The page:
I had one of the most horrible experiences of my life this week. I should prefix this story by saying that everything turned out ok!! I should also say that this is a potentially traumatic story if you have kids!
On Tuesday we went out to the Stray to line the route of the Torch (see my last post), which was all very exciting and uplifting – and we even got a free bottle of coke out of it.
When we got back home, it was a lovely hot afternoon, so the boys and I played about in the garden while Mum went shopping. We sat in the sun for a bit (hard to believe it was sunny, given the non-stop rain we’ve had since then), bounced on the trampoline, and then careered around the garden on the tricycle. Well, that is to say the younger one sat on the trike while I pushed and the elder dived out of the way with amazing feats of bravery and acrobatics.
I’d strapped in the little one, as we were zooming around, and I stopped zooming for a moment to catch my breath. The boy then sort of leant over sideways, as if he was trying to get out, and hung there by the seatbelt. I assumed he was messing about, so went round to see what he was up to, and he was just hanging there, eyes unfocussed not moving.
I unplugged him and picked him up, and he started shaking and convulsing – still staring blankly, and sort of making a horrible gagging noise and choking on his tongue. I ran inside, still holding him, and dialled 999 for an ambulance (not knowing what else to do). The ambulance lady told me a crew was on the way, and that I had to put him in the recovery position, or hold him if that was more comfortable for us both. The convulsions stopped, and turned into a sort of shaking quivering, and his breathing became ragged, and his checks started to become tinged with purple.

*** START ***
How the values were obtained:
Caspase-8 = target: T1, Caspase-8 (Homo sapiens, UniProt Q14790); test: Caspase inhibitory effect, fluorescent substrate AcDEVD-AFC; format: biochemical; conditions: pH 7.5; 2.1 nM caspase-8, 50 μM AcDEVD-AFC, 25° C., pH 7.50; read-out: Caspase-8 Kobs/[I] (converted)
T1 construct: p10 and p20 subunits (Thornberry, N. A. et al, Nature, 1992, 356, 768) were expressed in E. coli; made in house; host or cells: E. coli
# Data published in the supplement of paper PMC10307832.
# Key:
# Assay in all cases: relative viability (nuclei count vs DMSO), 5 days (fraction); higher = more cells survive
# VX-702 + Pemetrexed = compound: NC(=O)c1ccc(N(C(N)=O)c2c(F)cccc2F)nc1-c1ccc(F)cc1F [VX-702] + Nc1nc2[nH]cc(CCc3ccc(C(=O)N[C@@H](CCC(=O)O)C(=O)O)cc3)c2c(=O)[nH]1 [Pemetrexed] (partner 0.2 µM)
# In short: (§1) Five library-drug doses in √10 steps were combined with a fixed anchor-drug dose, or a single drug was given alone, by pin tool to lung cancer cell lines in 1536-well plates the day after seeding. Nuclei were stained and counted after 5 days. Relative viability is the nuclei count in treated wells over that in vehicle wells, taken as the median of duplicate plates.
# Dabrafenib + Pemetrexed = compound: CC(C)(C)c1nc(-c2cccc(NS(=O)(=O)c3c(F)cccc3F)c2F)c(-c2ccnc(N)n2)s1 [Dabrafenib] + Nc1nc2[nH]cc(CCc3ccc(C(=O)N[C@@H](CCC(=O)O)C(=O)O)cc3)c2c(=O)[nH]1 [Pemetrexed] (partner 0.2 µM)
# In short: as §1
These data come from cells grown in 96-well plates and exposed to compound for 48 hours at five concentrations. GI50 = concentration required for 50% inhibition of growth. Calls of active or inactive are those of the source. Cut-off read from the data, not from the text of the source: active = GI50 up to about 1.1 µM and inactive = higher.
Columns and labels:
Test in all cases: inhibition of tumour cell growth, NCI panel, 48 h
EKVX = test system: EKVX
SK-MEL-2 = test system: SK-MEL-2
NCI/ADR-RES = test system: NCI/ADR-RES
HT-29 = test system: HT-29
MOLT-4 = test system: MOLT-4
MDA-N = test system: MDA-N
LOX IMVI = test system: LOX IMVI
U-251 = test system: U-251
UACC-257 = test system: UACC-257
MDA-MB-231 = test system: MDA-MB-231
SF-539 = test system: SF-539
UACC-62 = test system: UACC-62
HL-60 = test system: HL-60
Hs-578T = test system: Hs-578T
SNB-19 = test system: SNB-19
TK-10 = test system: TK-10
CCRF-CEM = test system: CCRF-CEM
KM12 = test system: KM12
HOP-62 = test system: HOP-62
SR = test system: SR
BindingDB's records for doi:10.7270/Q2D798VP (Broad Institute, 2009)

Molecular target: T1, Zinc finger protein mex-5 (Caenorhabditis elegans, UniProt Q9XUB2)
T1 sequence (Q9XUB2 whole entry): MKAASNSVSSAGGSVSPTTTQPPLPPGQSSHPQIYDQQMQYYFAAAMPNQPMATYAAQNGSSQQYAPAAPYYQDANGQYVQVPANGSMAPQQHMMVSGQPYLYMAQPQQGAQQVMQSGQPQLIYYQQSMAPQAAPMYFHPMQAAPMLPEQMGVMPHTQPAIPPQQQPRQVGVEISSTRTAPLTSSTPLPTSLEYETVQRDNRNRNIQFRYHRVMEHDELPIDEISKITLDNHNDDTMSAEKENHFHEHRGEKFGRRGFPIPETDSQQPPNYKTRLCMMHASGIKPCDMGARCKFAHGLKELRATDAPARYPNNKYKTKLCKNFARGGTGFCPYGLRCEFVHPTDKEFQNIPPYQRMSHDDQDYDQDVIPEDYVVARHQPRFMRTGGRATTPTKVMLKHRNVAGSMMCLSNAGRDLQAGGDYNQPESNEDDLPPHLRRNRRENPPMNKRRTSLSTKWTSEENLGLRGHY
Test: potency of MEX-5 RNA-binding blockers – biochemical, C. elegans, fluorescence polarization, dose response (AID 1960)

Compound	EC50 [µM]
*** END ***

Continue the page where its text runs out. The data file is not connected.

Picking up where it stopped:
His then stopped moving altogether, and his breathing became shallower and shallower, and his eyes started to close. He hadn’t responded to me in any way the whole time, and eventually his eyes closed completely and his breathing had almost stopped.
While this was going on, I’d asked the elder boy to phone mum on her mobile, but no answer!
At this point I was sure he was dying. If he was to be taken away from me, I would probably choose it to be with him in my arms, cuddling him, but I wouldn’t choose it all, and certainly not with his mother away.
Anyway, the ambulance crew turned up, closely followed by mum (who had been on her way home). The paramedic assessed the situation, and took his temperature, and decided that he’d had a febrile convulsion, had gone off to sleep (!!), but needed to go into hospital to be checked over.
These convulsions are pretty common (something like 1 in 20 kids), have no long term effect, no particular increased risk of reoccurance. It may or may not be temperature related – although it seems to coincide with high temperatures (and his was raging).
Hospital checked him over, all fine, and was back home that evening. A bit tired and groggy, but no worse for wear. In retrospect, not a ‘touch-and-go’ situation at all, but it felt like it at the time.